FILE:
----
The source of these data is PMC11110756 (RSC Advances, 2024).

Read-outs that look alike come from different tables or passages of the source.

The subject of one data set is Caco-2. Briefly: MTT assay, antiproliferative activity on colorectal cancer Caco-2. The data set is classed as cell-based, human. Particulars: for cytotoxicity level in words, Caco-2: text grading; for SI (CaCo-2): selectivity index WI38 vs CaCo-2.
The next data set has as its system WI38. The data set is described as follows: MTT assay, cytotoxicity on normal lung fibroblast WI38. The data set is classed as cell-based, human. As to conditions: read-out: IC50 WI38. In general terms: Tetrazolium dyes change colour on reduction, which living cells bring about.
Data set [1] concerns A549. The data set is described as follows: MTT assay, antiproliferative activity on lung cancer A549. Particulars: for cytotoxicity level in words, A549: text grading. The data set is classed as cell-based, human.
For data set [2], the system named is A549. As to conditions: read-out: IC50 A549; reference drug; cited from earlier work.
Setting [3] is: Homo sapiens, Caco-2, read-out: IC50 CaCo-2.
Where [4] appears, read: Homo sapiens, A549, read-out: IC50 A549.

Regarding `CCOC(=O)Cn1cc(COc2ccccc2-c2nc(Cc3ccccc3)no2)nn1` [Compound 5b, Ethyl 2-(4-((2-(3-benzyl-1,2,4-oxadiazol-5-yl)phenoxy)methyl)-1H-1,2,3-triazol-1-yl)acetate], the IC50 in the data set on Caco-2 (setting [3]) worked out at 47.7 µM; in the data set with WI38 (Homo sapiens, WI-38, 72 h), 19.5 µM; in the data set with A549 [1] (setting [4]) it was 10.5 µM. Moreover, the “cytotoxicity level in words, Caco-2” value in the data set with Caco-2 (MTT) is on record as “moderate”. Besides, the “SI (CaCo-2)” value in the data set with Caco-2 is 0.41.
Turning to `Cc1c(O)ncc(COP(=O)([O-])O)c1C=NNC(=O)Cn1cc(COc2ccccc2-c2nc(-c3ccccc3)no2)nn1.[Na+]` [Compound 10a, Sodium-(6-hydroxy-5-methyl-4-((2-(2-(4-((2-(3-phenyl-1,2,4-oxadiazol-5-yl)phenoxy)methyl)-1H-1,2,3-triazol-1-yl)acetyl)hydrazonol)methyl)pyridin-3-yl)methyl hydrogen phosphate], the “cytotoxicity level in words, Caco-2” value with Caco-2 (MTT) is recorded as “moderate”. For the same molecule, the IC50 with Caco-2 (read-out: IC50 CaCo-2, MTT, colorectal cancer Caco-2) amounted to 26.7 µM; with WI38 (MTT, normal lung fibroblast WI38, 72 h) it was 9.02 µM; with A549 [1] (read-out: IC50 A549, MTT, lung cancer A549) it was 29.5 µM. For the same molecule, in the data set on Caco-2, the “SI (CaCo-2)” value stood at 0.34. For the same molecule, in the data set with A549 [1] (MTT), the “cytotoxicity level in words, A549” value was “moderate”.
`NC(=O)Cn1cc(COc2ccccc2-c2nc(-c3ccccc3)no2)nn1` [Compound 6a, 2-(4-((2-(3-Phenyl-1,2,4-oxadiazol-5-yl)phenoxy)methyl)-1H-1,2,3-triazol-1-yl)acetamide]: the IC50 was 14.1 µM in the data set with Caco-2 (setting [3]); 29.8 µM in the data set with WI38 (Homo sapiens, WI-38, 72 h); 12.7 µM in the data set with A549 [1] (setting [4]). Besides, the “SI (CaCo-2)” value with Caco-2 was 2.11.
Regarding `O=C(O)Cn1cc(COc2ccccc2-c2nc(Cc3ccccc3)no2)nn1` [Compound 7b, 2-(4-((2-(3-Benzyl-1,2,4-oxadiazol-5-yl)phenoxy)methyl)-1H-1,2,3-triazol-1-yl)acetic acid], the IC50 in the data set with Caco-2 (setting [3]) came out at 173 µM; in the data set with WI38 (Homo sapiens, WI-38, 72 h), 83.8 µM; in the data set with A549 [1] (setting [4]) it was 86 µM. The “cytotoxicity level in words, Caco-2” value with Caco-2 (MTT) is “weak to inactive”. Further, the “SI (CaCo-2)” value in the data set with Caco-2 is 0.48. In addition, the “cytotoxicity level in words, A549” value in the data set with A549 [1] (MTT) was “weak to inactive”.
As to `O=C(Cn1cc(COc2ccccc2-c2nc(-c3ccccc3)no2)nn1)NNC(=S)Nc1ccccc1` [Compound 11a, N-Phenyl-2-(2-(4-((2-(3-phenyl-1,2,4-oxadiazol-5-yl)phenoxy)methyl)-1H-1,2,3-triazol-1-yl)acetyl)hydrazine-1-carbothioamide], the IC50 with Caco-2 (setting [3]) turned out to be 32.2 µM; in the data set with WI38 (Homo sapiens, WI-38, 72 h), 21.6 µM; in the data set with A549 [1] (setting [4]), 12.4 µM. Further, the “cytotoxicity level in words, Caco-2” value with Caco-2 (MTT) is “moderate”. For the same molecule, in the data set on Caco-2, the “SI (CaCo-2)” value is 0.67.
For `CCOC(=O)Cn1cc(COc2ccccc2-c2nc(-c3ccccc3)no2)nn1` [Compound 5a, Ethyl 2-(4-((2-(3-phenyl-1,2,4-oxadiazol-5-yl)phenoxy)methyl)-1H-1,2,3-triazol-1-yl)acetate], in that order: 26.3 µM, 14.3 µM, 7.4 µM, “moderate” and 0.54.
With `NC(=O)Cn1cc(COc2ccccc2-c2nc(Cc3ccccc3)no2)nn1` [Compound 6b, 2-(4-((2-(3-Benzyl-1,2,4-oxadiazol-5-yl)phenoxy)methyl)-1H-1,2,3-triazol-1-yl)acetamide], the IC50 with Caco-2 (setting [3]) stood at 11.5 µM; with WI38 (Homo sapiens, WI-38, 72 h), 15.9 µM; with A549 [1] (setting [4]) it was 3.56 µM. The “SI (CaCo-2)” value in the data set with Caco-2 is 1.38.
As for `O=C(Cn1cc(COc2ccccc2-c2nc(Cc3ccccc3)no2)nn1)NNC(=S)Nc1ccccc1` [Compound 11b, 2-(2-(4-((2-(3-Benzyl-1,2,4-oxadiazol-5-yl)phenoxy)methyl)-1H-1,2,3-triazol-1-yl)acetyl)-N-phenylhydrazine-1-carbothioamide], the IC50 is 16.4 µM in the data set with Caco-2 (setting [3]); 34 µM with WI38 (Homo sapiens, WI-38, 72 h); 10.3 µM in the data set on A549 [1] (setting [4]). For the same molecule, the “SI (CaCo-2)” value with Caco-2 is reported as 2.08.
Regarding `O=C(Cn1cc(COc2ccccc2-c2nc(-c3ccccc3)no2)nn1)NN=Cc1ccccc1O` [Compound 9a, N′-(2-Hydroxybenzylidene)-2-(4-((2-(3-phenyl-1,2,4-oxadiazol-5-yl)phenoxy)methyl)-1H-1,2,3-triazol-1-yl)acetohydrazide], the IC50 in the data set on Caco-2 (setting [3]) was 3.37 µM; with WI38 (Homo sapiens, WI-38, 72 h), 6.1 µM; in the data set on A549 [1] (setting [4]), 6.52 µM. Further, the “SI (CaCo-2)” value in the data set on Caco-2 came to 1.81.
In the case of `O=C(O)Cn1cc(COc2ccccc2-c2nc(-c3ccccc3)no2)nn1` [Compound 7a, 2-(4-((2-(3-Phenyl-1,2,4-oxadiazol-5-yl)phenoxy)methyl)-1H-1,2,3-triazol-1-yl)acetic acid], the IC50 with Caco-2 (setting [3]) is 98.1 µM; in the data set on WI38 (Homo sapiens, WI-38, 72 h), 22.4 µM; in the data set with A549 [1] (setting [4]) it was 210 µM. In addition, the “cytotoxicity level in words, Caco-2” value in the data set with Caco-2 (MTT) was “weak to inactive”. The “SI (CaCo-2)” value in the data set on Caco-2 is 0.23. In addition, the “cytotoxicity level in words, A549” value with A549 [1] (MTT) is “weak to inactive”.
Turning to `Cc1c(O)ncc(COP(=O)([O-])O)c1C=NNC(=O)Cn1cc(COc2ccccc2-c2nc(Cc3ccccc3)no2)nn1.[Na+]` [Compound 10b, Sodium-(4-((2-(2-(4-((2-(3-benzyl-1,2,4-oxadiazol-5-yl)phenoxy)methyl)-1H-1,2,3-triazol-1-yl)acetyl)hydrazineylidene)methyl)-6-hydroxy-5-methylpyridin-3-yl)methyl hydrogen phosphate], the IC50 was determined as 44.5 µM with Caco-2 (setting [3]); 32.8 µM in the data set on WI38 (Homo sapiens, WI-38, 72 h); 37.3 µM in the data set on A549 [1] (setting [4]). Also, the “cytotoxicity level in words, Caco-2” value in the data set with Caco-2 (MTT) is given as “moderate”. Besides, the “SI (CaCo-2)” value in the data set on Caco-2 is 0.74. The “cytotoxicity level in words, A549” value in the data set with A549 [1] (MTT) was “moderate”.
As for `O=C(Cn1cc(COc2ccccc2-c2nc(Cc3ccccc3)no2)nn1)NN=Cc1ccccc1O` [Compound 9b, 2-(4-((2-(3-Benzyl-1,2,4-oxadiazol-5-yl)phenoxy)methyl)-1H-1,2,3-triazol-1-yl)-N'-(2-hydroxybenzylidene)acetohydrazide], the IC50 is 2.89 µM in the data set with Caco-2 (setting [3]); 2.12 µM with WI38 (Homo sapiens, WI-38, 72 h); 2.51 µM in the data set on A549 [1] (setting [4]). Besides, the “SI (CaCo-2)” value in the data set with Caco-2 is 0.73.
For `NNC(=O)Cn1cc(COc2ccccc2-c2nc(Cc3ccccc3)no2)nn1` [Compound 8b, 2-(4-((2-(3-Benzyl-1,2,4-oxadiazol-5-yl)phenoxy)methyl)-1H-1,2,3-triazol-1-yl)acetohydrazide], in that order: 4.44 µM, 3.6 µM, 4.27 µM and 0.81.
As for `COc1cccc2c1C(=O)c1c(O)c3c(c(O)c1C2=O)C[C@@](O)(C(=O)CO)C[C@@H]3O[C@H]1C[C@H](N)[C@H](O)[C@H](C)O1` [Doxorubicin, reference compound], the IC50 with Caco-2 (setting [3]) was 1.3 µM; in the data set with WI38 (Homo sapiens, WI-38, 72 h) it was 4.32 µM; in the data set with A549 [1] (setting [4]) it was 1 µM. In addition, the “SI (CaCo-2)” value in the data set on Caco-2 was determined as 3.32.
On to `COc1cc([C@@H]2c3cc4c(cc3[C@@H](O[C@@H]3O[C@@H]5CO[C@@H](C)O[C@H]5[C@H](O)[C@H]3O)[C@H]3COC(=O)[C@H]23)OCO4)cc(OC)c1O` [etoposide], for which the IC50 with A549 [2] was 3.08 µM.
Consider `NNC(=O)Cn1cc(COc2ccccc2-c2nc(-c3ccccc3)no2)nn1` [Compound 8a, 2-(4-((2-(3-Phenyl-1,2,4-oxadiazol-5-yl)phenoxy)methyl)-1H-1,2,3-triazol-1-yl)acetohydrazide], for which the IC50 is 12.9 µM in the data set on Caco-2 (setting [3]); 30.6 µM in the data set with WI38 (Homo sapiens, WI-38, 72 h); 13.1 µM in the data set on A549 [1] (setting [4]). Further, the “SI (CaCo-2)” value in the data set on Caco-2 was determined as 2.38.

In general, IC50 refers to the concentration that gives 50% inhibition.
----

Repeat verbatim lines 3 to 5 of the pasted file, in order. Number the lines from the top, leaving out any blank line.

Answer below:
The subject of one data set is Caco-2. Briefly: MTT assay, antiproliferative activity on colorectal cancer Caco-2. The data set is classed as cell-based, human. Particulars: for cytotoxicity level in words, Caco-2: text grading; for SI (CaCo-2): selectivity index WI38 vs CaCo-2.
The next data set has as its system WI38. The data set is described as follows: MTT assay, cytotoxicity on normal lung fibroblast WI38. The data set is classed as cell-based, human. As to conditions: read-out: IC50 WI38. In general terms: Tetrazolium dyes change colour on reduction, which living cells bring about.
Data set [1] concerns A549. The data set is described as follows: MTT assay, antiproliferative activity on lung cancer A549. Particulars: for cytotoxicity level in words, A549: text grading. The data set is classed as cell-based, human.